NEWS | Sept. 11, 2010

Gates, Mullen reflect on troop sacrifices since 9/11

By Staff Sgt. Michael J. Carden , American Forces Press Service


U.S. Navy Petty Officer 1st Class Andrew Eden, right, and French Air Force Sgt. Lydia Briand prepare to raise the American Flag at Kabul International Airport, Afghanistan, Sept. 11, 2010. (U.S. Air Force photo by Staff Sgt. Joseph Swafford)

WASHINGTON (Sept. 11, 2010) — As the nation today honors the nearly 3,000 innocent Americans killed in the Sept. 11, 2001, terrorist attacks, Americans also should remember the sacrifice of military members and their families, Defense Secretary Robert M. Gates said today.


“Nine years ago today, on a day much like this, the calm of a clear, September morning was shattered by the worst acts of terrorism in our nation’s history,” Gates said. “Today we honor and celebrate those who fell, surrounded by those who love them and who still feel the pain of that loss.”

Gates and Navy Adm. Mike Mullen, the nation’s top-ranking military officer, joined President Barack Obama in a remembrance ceremony at the Pentagon’s 9/11 Memorial today.

The memorial opened on the seventh anniversary of the 9/11 attacks. It was built adjacent to the Pentagon, near the site where al-Qaida terrorists crashed American Airlines Flight 77 into the nation’s military headquarters.

Families of people who died in the attack also gathered at the ceremony. The terrorist hijacking left 184 people dead: 125 Pentagon workers and 59 on the aircraft. All five hijackers also were killed in the crash.

Over the past nine years, more than 5,500 servicemembers have lost their lives in Iraq and Afghanistan with hopes of preventing future terrorist attacks on American soil. U.S. and international troops deployed to Afghanistan in October 2001 to interdict terrorist planning and training there. American troops entered Iraq in March 2003.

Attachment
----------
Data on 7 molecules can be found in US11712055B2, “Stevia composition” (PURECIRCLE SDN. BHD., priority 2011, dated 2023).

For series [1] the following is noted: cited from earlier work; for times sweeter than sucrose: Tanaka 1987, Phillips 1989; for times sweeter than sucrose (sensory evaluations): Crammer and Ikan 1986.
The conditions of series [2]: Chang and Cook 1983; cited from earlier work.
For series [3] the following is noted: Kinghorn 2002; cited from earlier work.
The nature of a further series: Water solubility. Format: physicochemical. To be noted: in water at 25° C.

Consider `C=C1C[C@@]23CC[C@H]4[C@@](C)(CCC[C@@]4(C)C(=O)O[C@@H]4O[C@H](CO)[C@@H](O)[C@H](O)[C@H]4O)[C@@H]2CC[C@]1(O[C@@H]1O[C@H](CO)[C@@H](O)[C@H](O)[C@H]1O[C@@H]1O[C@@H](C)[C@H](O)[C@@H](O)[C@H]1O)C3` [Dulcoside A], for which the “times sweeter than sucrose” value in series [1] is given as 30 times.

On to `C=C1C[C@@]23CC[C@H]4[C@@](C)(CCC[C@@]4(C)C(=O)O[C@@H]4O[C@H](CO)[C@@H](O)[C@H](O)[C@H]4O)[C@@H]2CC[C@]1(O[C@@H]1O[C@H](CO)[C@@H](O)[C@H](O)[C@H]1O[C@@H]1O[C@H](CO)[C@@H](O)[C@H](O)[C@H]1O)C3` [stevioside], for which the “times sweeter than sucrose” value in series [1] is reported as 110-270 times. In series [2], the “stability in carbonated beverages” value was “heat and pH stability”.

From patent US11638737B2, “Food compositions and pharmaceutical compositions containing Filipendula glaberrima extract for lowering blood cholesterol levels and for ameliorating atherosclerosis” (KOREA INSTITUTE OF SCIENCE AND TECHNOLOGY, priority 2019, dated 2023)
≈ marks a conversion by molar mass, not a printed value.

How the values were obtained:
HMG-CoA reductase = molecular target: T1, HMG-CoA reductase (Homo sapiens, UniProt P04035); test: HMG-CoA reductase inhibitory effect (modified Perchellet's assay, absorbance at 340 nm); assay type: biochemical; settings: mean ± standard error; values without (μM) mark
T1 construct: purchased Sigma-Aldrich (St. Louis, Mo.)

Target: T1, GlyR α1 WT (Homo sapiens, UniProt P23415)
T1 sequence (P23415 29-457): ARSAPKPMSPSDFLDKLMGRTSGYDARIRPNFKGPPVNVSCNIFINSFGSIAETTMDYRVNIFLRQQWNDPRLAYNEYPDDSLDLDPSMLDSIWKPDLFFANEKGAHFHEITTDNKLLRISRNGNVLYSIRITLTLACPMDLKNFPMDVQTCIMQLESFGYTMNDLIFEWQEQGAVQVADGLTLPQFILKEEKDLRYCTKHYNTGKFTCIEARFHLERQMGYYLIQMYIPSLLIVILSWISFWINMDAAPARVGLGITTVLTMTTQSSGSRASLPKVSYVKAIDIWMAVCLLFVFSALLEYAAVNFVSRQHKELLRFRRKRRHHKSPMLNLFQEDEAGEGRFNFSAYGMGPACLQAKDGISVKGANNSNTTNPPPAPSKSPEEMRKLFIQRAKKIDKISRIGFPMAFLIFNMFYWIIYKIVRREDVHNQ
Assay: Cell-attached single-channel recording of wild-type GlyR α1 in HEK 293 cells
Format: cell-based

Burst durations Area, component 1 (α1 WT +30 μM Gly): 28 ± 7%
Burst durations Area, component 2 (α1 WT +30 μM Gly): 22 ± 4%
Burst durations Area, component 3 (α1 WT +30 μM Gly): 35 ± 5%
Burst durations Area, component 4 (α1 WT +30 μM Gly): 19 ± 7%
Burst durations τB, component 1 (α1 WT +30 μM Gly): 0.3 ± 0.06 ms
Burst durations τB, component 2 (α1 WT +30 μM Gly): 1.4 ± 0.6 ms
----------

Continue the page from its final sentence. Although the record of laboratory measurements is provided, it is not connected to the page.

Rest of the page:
“Our troops and their families have paid a steep price these last nine years, but have also shown resilience and strength in the best traditions of the country, a country that cherishes their service and the memory of those who have fallen,” Gates said.

An entire generation of servicemembers has responded to that mission and continues to do so today, Gates said, as nearly 100,000 troops are deployed to Afghanistan.

“Today we also reflect on what those attacks meant for an entire generation of young Americans who answered the call to serve,” the secretary said. “Since then, thousands have made the ultimate sacrifice, and their absence, too, is felt today and every day.”

The sacrifices of those killed on 9/11 and since never will be forgotten, Mullen said. He noted that a hand-stitched quilt was dedicated to the Pentagon yesterday in honor of the fallen here. The quilt includes pictures of all 184 victims who died at the Pentagon that day.

Mullen called attention to a quote he saw written on the quilt: “In our hearts, we weep for you. In our minds we honor you.”

“Today, those words still comfort us, because today we still weep for those we lost here and in New York and Somerset County [Pennsylvania],” the admiral said. “We honor them with our presence, and certainly with this memorial.”

Mostly, Mullen said, America honors the victims of 9/11, past and present, by their actions in light of such a tragedy.

“Unspeakable carnage was visited upon us here, but it did not conquer us,” he said. “Unimaginable loss was felt by us here, but it does not diminish us.

“Let us weep for what lies behind